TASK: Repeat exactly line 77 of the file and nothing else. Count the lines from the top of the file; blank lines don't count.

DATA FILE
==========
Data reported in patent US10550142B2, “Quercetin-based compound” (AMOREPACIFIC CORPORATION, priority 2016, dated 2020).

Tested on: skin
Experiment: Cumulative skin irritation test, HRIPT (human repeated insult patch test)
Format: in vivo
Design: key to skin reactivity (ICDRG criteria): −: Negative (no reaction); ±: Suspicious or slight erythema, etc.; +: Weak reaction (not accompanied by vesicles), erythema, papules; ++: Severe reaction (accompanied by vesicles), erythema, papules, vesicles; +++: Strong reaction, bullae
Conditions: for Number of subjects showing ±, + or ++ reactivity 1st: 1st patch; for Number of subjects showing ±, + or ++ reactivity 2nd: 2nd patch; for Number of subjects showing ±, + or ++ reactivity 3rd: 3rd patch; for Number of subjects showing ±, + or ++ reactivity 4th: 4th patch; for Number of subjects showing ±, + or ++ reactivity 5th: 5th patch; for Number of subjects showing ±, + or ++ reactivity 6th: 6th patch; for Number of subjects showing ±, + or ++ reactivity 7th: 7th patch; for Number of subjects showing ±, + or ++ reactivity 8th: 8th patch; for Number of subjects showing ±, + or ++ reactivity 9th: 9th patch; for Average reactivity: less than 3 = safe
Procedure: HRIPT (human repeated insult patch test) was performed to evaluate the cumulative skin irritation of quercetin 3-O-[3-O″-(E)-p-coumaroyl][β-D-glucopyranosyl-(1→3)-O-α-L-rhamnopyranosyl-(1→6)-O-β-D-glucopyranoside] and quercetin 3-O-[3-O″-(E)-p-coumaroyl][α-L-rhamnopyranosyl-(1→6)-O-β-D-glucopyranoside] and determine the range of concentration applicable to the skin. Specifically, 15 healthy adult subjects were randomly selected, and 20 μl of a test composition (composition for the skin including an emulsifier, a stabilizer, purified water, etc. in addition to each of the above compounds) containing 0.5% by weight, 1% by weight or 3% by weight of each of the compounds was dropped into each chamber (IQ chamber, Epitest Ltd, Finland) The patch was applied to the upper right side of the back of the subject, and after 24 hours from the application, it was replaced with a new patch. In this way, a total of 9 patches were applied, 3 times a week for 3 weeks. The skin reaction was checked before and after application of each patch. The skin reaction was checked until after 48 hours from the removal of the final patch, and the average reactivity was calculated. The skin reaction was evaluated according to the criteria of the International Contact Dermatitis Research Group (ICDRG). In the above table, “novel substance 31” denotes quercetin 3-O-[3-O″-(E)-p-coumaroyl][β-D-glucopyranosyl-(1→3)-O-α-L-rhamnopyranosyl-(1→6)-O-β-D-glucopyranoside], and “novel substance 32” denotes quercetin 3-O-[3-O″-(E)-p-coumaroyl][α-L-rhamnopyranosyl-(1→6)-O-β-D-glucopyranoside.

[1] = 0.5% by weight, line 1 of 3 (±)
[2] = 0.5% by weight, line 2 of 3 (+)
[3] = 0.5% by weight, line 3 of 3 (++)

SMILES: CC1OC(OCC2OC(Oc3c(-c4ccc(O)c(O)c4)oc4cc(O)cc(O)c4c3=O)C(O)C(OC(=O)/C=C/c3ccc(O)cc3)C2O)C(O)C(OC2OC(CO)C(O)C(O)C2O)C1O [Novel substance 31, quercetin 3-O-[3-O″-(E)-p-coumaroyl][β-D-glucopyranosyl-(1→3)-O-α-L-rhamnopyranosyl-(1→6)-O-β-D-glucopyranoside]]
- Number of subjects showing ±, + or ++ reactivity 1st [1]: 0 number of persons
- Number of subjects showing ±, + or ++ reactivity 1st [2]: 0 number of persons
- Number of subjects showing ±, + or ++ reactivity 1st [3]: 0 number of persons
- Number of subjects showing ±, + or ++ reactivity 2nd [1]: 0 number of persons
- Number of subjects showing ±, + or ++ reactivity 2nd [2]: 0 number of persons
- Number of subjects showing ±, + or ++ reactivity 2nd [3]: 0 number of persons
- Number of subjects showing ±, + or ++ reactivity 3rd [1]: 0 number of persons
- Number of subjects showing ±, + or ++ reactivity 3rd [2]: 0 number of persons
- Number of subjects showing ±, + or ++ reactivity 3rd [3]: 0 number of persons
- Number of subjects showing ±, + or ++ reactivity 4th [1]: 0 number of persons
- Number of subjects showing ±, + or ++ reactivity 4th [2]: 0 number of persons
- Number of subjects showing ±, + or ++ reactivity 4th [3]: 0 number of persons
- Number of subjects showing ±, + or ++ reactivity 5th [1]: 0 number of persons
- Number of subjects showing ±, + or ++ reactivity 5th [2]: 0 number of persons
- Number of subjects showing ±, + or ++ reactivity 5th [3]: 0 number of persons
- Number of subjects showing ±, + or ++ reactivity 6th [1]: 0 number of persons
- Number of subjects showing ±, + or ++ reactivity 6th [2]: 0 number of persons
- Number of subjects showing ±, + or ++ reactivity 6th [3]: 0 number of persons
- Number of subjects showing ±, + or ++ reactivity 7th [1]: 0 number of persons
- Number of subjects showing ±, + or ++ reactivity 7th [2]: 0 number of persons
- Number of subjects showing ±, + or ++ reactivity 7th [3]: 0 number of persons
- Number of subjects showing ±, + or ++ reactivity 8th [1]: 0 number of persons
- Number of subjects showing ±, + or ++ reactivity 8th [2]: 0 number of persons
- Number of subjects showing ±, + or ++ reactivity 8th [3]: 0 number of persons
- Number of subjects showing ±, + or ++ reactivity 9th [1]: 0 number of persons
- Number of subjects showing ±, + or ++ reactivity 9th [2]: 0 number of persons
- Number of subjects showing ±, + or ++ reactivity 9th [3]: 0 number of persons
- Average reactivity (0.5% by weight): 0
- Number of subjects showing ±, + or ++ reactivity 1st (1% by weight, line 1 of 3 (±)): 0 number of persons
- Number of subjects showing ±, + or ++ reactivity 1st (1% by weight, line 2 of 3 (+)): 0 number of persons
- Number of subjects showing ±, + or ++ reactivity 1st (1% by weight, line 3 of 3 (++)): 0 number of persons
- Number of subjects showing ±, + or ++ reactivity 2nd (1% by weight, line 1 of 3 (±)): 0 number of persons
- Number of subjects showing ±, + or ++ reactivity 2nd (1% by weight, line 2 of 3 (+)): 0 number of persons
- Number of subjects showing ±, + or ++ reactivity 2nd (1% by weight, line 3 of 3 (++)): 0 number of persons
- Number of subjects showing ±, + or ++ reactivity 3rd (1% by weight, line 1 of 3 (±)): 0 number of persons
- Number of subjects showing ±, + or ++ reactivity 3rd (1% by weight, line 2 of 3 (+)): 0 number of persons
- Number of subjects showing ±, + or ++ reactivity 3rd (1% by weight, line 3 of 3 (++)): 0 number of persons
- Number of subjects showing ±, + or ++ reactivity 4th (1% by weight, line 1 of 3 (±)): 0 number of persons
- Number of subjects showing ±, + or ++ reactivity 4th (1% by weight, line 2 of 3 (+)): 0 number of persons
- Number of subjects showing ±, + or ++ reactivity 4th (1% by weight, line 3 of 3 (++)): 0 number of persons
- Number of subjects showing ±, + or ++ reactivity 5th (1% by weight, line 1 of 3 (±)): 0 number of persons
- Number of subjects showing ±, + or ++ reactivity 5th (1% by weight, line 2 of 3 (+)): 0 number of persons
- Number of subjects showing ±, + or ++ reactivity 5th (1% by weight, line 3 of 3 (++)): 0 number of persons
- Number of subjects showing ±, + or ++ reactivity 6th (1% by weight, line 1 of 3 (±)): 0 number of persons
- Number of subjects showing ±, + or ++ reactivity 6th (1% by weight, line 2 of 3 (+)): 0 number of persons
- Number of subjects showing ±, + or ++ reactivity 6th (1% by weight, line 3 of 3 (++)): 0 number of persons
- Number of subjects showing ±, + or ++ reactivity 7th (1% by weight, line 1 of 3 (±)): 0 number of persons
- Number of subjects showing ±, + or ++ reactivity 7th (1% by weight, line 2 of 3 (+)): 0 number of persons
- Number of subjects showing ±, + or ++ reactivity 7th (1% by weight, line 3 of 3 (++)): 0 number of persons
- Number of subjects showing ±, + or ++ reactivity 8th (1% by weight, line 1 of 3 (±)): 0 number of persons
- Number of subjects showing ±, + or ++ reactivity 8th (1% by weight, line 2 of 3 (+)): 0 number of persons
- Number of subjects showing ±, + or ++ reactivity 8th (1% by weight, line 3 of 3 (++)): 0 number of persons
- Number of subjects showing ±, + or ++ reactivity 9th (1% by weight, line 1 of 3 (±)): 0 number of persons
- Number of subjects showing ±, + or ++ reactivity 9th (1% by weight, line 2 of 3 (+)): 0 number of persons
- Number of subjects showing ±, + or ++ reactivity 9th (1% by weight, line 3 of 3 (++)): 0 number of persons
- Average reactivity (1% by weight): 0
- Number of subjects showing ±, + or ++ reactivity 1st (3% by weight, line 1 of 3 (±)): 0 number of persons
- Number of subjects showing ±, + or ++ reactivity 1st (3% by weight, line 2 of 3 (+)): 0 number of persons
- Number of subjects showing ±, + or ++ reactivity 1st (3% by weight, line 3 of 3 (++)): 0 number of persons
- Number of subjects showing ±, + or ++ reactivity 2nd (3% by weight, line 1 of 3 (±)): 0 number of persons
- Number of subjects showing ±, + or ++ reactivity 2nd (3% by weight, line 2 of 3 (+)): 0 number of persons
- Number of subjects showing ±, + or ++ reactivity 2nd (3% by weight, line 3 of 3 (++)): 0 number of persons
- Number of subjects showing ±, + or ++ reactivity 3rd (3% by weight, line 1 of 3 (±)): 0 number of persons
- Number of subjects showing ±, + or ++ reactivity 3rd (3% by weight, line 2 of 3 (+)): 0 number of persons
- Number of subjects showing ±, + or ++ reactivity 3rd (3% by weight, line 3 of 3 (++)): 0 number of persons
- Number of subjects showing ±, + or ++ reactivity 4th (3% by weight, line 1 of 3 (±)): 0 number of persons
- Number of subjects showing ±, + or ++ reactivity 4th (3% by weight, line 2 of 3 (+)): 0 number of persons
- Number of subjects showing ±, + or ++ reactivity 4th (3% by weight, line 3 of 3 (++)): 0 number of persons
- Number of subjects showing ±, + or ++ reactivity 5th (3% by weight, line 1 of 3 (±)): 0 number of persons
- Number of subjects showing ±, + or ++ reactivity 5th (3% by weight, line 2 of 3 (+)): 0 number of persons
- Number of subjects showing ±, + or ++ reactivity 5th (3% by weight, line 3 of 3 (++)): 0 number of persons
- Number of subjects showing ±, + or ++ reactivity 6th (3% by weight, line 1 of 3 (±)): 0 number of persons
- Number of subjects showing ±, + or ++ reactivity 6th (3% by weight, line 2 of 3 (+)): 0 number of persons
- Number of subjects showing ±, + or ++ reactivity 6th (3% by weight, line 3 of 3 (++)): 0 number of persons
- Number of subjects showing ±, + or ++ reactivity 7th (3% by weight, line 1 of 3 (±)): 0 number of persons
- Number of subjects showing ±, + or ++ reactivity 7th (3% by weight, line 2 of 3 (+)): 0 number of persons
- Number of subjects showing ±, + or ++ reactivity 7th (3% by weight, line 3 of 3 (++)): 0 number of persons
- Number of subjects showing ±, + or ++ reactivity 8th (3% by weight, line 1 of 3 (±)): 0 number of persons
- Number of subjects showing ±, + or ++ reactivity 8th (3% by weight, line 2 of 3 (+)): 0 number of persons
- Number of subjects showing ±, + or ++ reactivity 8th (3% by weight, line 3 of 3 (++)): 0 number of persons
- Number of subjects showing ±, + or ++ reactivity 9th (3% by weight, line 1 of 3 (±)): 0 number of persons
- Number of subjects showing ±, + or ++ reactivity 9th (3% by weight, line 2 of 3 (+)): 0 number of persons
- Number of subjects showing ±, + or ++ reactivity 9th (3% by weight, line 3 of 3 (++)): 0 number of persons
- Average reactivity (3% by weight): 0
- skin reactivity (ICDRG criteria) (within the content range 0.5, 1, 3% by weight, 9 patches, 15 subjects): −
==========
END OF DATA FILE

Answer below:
- Number of subjects showing ±, + or ++ reactivity 4th (3% by weight, line 1 of 3 (±)): 0 number of persons